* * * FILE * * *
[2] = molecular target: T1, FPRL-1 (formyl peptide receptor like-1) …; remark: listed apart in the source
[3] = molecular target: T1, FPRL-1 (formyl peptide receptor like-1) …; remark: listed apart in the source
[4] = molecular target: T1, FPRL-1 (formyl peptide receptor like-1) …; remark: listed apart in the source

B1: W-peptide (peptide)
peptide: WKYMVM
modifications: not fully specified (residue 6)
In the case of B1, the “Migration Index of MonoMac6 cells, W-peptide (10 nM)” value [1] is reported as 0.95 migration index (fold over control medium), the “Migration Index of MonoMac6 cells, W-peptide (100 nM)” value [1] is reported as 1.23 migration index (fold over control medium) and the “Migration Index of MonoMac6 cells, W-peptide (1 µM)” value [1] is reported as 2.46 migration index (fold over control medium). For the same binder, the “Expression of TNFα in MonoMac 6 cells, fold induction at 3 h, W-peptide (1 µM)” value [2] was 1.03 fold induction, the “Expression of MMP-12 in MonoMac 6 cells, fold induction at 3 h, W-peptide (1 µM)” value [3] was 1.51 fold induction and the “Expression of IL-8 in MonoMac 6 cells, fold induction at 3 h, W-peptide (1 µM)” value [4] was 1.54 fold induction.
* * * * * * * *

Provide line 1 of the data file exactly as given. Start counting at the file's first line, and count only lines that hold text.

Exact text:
[2] = molecular target: T1, FPRL-1 (formyl peptide receptor like-1) …; remark: listed apart in the source